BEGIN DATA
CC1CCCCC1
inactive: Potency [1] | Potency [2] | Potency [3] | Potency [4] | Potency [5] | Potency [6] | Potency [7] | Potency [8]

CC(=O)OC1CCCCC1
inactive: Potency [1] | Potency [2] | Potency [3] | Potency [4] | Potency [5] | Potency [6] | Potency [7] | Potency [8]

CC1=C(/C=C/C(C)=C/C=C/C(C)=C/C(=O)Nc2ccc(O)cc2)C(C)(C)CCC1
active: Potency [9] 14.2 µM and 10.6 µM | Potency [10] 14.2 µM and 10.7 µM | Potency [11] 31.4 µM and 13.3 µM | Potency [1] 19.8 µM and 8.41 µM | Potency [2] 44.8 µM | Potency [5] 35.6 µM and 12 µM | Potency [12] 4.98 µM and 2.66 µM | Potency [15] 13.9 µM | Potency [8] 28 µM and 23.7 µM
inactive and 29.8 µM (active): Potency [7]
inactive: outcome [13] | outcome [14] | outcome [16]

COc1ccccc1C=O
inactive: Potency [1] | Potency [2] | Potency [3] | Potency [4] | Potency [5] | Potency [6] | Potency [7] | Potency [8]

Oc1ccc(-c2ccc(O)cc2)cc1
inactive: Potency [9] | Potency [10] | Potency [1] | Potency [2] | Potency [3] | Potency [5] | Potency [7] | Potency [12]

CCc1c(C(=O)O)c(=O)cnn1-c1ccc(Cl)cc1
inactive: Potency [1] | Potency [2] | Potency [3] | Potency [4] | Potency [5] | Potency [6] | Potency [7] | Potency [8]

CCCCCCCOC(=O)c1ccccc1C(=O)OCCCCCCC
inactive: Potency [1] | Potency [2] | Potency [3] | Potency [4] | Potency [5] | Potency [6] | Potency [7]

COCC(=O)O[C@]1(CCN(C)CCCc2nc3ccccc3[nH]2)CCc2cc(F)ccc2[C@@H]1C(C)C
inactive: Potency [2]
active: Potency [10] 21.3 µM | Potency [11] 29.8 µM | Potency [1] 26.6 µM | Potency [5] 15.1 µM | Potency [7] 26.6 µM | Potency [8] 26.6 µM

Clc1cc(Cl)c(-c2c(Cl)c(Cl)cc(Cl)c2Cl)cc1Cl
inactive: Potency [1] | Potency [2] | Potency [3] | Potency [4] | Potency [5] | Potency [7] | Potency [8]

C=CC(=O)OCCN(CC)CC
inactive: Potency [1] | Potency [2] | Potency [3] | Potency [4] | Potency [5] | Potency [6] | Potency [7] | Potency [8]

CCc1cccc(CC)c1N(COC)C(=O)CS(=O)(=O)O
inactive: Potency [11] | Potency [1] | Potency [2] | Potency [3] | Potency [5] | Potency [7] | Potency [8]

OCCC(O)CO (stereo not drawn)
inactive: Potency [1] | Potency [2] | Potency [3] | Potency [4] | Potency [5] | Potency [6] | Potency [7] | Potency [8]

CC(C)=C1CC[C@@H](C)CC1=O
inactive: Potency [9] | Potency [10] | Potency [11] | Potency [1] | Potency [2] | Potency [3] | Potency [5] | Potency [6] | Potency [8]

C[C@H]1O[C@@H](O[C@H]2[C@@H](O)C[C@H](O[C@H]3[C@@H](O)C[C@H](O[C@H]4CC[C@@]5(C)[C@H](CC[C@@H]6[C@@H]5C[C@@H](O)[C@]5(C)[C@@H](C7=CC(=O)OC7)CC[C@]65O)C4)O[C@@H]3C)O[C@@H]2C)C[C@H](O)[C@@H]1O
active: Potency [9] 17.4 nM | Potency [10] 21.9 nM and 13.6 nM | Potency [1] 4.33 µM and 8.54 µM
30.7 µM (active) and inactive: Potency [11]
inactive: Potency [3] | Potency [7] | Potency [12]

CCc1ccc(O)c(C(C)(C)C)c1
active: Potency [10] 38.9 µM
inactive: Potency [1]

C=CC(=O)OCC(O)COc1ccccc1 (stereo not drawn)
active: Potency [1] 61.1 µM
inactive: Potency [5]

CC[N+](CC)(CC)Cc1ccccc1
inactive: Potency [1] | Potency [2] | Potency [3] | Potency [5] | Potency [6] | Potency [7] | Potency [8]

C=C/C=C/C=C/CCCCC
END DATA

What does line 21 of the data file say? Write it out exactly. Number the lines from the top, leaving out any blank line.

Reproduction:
inactive: Potency [1] | Potency [2] | Potency [3] | Potency [4] | Potency [5] | Potency [7] | Potency [8]